The scenery was spectacular but very steep. We had booked our tickets on line and only 7 people and the guide are allowed in at any one time. It’s a 45 minute tour in the 110m cave where there are some amazing cave drawings. The walk back down was much easier and it had clouded over which helped. We saw many vultures soaring over the mountains and as we were up so high we could see them quite clearly with binos. A good day out.
Search

Bodegas and Mountains

We have settled to our static life now with trips to the beach, shops and long walks. Maintenance continues on board and we are now officially trippers as we’ve bought beach chairs so we can sit on the beach without sand blowing in our faces as it does when lying on towels. We have decided to get a delivery crew to take the boat back to UK and that has all been arranged.
We are still buying lovely fish from the market but instead of the shop filleting it I’m doing it myself as I get far more fish off the bone.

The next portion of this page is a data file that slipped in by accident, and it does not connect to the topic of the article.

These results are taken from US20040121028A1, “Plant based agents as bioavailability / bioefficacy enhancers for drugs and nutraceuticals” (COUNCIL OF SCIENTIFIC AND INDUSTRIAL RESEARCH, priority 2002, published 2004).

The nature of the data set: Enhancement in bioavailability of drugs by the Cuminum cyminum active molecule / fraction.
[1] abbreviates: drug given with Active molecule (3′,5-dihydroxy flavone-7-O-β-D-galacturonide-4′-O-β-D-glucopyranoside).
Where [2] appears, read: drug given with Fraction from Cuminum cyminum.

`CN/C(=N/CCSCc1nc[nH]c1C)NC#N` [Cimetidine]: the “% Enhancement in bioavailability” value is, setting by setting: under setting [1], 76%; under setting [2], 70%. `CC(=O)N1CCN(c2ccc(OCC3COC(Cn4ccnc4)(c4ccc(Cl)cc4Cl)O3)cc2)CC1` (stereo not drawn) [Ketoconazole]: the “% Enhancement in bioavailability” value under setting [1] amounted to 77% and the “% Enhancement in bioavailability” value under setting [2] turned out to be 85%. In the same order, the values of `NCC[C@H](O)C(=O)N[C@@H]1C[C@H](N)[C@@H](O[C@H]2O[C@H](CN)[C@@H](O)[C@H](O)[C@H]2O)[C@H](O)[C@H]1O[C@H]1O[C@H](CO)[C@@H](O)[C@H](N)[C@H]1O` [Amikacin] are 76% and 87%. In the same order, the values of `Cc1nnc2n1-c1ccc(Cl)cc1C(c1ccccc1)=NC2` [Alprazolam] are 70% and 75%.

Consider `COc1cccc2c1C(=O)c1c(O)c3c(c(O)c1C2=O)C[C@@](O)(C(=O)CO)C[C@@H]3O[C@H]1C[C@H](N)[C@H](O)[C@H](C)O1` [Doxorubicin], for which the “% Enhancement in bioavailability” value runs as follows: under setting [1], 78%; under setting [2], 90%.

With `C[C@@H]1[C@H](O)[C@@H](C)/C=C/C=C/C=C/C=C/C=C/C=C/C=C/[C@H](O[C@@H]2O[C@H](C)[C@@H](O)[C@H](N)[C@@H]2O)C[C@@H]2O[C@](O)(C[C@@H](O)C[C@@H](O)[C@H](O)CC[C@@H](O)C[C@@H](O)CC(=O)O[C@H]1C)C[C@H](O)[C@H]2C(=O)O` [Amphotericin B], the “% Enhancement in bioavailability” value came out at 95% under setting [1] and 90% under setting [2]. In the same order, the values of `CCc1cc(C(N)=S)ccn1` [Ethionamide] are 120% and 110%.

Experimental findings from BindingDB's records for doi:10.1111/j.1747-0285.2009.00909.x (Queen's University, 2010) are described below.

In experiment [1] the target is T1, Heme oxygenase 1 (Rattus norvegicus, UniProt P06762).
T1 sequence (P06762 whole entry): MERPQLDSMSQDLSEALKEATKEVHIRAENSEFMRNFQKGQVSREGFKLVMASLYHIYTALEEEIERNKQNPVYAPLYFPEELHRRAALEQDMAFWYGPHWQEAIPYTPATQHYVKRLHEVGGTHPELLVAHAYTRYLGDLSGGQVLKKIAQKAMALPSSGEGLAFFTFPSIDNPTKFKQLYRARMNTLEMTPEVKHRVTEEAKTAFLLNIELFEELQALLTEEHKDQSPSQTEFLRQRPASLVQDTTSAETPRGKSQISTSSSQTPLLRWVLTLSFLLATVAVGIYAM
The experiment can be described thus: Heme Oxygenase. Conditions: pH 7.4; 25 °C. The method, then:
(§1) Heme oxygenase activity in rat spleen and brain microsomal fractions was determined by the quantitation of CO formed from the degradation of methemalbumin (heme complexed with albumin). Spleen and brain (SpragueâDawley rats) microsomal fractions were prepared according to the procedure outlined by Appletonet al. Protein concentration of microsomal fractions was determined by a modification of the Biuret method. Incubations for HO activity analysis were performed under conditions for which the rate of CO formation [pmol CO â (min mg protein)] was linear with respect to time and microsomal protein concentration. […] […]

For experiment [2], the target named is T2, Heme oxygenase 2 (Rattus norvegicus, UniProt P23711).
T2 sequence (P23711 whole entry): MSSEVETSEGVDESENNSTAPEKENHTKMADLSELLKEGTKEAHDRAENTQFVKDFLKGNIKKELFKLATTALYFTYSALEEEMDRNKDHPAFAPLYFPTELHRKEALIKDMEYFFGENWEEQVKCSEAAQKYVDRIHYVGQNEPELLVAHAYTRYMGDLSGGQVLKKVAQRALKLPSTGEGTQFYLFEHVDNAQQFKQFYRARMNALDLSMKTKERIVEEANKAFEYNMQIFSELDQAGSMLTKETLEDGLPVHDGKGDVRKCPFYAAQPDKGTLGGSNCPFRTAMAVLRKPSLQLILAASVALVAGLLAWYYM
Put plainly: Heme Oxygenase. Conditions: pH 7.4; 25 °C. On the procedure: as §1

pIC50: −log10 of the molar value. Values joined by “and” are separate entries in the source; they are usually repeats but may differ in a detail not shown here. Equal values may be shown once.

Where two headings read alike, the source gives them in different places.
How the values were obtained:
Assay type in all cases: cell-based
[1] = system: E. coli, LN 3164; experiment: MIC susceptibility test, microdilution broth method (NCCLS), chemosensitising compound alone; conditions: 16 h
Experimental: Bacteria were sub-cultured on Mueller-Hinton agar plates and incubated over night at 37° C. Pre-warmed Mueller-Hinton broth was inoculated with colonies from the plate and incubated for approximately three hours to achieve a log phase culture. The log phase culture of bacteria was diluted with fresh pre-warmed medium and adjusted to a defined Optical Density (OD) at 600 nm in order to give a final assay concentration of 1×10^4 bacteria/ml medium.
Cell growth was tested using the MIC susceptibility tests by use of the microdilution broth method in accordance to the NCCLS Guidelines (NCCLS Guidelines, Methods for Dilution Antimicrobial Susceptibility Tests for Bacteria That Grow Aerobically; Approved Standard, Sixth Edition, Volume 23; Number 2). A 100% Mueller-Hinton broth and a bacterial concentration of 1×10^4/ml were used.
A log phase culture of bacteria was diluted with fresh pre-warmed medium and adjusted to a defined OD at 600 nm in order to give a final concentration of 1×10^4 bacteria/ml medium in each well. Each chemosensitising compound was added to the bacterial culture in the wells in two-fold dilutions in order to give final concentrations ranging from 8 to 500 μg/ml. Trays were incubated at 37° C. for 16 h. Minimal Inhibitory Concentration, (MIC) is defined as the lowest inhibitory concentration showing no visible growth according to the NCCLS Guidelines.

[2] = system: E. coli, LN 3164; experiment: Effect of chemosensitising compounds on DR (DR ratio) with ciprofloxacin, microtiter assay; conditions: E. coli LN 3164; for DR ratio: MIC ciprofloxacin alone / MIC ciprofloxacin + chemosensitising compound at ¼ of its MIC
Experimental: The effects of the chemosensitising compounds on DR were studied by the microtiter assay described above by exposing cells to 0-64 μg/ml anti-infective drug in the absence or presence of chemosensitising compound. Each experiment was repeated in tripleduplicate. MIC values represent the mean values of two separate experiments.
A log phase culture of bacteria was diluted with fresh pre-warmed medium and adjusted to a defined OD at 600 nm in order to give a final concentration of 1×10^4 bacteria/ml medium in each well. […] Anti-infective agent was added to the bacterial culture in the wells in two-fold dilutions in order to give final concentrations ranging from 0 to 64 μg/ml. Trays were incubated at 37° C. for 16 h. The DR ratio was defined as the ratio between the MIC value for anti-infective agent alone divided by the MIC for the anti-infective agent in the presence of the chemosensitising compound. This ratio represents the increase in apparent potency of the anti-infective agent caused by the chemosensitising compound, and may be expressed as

87.jpg
Net Mending

We watched the fishing boats taking their nets off the boat the other day and then the women came down and sat mending them under their parasols.
2nd August. We have befriended one of the marina staff, Luis, who is working here for the holidays. He has arranged a trip to a Bodegas (winery) for us as his girlfriend lives in Logroño, capital of the Rioja region. He picked us up in his friend’s car to drive the 1 1/2 hours to Badaran and the David Moreno Bodegas. Needless to say, borrowed cars aren’t always that reliable and this one kept losing power going up hill; we had to go up through the mountains! So, we arrived too late for the tour although they did allow us in to look around by ourselves and of course the obligatory tasting at the end.

88.jpg

We were very impressed with the wine and I bought some for Jon’s birthday.
We were directed by the staff at the Bodegas to a place for lunch in the village. You see in films people going into a bar and then being ushered into “the back room”, it was just like that and the walls of this back room were lined with old wine bottles from many of the Rioja Bodegas.

89.jpg

Luis ordered for us and we ate typical small village Spanish food. Bean stew to start with followed by a lamb stew and stuffed pimentos, lovely. All washed down with a bottle of Rioja.

90.jpg

The plateau where the vineyards are, is huge and all you see are vines, I don’t think I’ve ever seen so many.

91.jpg